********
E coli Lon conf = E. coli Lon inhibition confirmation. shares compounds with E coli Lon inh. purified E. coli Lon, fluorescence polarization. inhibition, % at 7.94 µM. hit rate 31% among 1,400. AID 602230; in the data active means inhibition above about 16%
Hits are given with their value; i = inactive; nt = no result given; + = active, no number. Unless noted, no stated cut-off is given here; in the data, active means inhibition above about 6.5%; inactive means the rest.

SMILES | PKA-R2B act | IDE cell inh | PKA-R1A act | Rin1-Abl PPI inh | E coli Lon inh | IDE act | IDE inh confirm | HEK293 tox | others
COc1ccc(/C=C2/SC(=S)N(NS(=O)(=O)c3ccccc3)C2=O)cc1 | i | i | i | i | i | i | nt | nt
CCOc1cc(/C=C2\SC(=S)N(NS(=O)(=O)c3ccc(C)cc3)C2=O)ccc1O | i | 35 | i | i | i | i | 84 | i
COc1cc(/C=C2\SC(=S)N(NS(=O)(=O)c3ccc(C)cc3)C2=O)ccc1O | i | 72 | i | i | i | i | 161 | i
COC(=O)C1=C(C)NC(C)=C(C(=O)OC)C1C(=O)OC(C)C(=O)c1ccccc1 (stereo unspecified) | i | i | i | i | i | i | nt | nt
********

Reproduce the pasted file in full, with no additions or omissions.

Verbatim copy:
E coli Lon conf = E. coli Lon inhibition confirmation. shares compounds with E coli Lon inh. purified E. coli Lon, fluorescence polarization. inhibition, % at 7.94 µM. hit rate 31% among 1,400. AID 602230; in the data active means inhibition above about 16%
Hits are given with their value; i = inactive; nt = no result given; + = active, no number. Unless noted, no stated cut-off is given here; in the data, active means inhibition above about 6.5%; inactive means the rest.

SMILES | PKA-R2B act | IDE cell inh | PKA-R1A act | Rin1-Abl PPI inh | E coli Lon inh | IDE act | IDE inh confirm | HEK293 tox | others
COc1ccc(/C=C2/SC(=S)N(NS(=O)(=O)c3ccccc3)C2=O)cc1 | i | i | i | i | i | i | nt | nt
CCOc1cc(/C=C2\SC(=S)N(NS(=O)(=O)c3ccc(C)cc3)C2=O)ccc1O | i | 35 | i | i | i | i | 84 | i
COc1cc(/C=C2\SC(=S)N(NS(=O)(=O)c3ccc(C)cc3)C2=O)ccc1O | i | 72 | i | i | i | i | 161 | i
COC(=O)C1=C(C)NC(C)=C(C(=O)OC)C1C(=O)OC(C)C(=O)c1ccccc1 (stereo unspecified) | i | i | i | i | i | i | nt | nt